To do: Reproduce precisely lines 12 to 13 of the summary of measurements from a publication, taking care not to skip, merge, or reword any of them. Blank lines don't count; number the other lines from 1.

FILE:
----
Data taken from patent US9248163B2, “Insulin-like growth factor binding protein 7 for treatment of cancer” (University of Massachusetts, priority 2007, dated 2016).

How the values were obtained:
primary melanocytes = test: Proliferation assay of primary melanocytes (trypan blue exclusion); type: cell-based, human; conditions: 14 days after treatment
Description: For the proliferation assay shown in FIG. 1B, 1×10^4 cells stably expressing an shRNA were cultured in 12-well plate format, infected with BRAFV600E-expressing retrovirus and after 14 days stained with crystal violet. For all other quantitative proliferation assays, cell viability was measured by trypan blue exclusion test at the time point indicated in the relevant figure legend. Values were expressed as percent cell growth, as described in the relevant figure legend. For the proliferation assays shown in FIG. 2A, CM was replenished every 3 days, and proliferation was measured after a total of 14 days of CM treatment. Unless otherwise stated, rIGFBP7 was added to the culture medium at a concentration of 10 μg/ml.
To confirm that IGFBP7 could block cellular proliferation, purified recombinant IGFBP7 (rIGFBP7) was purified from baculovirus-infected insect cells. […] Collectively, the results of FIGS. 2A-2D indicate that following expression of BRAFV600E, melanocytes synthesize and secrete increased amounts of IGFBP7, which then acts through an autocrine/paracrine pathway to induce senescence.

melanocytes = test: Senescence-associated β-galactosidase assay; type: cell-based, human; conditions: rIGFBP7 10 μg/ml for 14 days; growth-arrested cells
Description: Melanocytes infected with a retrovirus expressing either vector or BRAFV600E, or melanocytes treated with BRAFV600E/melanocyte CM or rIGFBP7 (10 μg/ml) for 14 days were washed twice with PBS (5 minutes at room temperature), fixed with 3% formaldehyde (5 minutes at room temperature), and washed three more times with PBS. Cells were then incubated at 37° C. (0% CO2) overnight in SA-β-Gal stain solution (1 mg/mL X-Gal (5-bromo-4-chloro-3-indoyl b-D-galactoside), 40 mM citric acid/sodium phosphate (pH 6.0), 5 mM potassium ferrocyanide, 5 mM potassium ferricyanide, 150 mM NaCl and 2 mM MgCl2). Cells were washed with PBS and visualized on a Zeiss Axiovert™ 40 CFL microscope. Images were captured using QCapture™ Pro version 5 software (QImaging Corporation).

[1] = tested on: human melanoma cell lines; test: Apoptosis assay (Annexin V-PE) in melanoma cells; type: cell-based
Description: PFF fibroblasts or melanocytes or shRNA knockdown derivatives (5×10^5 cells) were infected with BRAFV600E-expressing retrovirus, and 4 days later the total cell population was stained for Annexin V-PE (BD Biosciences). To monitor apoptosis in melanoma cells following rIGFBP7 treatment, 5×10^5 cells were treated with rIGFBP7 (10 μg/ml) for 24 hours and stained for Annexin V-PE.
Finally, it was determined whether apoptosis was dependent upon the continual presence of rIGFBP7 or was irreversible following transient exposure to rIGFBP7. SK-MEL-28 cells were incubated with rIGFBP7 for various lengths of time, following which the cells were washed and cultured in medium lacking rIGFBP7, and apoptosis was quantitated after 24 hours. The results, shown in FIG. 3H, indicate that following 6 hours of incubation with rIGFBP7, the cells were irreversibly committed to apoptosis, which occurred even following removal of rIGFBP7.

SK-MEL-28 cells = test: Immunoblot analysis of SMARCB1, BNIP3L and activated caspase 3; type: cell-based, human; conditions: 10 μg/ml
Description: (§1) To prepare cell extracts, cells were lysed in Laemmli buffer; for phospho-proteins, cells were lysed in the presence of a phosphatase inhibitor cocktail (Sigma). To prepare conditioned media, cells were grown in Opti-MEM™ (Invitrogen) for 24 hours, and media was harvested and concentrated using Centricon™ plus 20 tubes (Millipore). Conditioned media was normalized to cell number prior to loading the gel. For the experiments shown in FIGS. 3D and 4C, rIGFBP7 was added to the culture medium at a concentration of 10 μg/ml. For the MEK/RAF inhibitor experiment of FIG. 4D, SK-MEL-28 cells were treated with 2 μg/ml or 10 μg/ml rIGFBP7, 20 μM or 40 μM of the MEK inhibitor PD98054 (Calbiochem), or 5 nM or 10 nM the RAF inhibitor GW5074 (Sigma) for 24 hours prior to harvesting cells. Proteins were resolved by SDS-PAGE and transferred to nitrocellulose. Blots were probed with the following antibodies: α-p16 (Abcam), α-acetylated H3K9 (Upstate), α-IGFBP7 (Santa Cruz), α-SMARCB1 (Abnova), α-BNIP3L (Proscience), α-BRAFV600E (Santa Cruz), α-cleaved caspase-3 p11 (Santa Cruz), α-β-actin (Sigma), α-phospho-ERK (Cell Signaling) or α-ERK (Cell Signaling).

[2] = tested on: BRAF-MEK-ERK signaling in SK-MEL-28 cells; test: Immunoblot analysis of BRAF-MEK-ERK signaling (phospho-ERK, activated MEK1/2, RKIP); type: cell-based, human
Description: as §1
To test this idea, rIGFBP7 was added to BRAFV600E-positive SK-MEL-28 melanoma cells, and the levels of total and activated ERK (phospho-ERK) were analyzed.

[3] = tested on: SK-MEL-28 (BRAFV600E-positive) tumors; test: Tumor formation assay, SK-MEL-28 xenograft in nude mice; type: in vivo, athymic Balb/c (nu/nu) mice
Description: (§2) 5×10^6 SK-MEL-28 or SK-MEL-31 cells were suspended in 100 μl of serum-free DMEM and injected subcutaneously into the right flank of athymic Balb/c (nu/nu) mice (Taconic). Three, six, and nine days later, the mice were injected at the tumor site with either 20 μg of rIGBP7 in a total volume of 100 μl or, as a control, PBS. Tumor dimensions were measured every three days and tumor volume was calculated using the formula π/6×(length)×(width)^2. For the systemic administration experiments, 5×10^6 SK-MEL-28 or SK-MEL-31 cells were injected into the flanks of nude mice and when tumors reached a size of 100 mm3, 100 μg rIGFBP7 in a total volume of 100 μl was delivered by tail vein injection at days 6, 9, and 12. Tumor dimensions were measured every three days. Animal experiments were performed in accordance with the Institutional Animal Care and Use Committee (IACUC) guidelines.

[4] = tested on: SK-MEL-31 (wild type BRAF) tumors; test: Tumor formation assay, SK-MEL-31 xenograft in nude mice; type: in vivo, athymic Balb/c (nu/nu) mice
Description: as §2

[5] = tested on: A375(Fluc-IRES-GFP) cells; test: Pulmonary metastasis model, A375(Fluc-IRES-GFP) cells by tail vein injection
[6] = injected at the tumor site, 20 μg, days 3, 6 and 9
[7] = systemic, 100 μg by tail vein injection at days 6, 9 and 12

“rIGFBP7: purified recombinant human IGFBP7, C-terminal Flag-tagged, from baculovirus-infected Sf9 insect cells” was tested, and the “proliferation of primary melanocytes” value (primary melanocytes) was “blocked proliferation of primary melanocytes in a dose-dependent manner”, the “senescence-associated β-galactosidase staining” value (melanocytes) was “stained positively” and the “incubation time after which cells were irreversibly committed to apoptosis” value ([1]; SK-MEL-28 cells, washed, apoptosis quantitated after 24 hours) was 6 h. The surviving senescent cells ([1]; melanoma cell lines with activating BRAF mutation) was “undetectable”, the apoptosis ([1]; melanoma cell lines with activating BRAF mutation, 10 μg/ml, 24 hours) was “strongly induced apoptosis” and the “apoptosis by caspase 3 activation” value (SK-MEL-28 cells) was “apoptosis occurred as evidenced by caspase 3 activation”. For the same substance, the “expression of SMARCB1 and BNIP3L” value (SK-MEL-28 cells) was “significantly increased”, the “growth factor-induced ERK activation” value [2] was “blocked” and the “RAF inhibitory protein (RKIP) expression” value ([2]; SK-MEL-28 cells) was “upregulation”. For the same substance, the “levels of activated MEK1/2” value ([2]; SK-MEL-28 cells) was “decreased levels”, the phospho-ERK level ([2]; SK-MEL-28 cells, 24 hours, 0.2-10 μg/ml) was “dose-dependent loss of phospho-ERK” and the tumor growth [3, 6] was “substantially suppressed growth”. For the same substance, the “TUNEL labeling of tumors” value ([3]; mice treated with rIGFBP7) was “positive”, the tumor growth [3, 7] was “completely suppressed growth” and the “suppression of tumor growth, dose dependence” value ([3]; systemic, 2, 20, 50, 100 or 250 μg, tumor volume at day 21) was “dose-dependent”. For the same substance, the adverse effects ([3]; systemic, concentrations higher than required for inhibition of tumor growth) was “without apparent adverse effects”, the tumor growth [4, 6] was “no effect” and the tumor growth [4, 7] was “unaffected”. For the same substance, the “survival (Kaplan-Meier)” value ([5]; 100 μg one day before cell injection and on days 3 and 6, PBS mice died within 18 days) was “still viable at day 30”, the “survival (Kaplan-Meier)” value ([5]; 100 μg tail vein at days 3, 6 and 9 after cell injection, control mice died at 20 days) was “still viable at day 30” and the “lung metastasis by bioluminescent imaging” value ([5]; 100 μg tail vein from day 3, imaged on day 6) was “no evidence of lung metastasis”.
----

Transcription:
Description: (§1) To prepare cell extracts, cells were lysed in Laemmli buffer; for phospho-proteins, cells were lysed in the presence of a phosphatase inhibitor cocktail (Sigma). To prepare conditioned media, cells were grown in Opti-MEM™ (Invitrogen) for 24 hours, and media was harvested and concentrated using Centricon™ plus 20 tubes (Millipore). Conditioned media was normalized to cell number prior to loading the gel. For the experiments shown in FIGS. 3D and 4C, rIGFBP7 was added to the culture medium at a concentration of 10 μg/ml. For the MEK/RAF inhibitor experiment of FIG. 4D, SK-MEL-28 cells were treated with 2 μg/ml or 10 μg/ml rIGFBP7, 20 μM or 40 μM of the MEK inhibitor PD98054 (Calbiochem), or 5 nM or 10 nM the RAF inhibitor GW5074 (Sigma) for 24 hours prior to harvesting cells. Proteins were resolved by SDS-PAGE and transferred to nitrocellulose. Blots were probed with the following antibodies: α-p16 (Abcam), α-acetylated H3K9 (Upstate), α-IGFBP7 (Santa Cruz), α-SMARCB1 (Abnova), α-BNIP3L (Proscience), α-BRAFV600E (Santa Cruz), α-cleaved caspase-3 p11 (Santa Cruz), α-β-actin (Sigma), α-phospho-ERK (Cell Signaling) or α-ERK (Cell Signaling).

[2] = tested on: BRAF-MEK-ERK signaling in SK-MEL-28 cells; test: Immunoblot analysis of BRAF-MEK-ERK signaling (phospho-ERK, activated MEK1/2, RKIP); type: cell-based, human